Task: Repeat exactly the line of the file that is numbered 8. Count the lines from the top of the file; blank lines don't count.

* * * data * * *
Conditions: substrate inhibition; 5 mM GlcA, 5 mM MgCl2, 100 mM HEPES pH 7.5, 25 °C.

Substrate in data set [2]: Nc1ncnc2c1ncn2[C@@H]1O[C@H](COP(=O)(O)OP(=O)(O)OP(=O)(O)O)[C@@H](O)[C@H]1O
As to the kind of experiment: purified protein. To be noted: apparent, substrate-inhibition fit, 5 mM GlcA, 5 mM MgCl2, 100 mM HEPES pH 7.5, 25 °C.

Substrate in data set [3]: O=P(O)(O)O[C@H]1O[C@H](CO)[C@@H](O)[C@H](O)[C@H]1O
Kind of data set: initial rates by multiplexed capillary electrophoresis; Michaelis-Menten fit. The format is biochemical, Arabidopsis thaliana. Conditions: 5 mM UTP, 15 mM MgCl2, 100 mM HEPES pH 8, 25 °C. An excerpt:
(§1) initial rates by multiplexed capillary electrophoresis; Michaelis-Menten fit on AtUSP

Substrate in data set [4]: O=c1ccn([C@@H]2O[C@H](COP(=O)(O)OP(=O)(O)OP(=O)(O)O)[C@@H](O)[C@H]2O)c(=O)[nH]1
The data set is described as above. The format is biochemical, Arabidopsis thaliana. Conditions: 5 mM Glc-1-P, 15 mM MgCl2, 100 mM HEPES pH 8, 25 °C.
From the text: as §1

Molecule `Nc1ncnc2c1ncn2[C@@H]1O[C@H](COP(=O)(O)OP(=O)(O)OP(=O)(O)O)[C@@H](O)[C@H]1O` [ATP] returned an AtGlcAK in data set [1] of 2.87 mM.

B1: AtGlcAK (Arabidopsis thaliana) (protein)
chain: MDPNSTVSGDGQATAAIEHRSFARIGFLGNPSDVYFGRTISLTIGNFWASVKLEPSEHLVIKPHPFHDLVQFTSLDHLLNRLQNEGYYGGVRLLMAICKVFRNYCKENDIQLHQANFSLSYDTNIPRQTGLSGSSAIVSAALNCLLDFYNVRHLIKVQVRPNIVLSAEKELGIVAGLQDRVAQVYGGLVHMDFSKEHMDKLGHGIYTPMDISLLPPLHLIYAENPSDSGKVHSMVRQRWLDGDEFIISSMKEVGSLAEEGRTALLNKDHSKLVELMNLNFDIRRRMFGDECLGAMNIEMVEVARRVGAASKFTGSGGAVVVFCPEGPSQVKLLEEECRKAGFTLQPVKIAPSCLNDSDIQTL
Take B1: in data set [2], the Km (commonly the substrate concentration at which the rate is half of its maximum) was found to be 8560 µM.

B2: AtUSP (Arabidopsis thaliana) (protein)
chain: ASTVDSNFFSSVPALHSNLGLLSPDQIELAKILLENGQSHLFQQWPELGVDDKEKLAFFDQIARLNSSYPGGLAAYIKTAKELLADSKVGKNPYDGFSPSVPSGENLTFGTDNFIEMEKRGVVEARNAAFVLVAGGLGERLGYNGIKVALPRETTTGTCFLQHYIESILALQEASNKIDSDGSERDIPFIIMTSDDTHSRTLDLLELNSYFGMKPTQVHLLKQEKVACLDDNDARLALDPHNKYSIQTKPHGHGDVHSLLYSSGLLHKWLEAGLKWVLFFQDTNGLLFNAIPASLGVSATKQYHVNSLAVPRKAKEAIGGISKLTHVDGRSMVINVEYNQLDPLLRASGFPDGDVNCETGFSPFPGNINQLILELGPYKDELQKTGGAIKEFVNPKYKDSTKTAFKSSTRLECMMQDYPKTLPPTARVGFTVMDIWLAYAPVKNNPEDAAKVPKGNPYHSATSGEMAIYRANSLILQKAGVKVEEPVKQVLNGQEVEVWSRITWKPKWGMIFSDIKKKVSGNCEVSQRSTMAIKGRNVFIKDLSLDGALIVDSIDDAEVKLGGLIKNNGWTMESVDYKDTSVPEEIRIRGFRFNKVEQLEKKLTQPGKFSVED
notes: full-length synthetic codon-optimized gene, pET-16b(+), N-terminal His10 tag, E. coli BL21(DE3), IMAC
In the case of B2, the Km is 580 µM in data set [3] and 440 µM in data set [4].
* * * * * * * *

The data set is described as above. The format is biochemical, Arabidopsis thaliana. Conditions: 5 mM Glc-1-P, 15 mM MgCl2, 100 mM HEPES pH 8, 25 °C.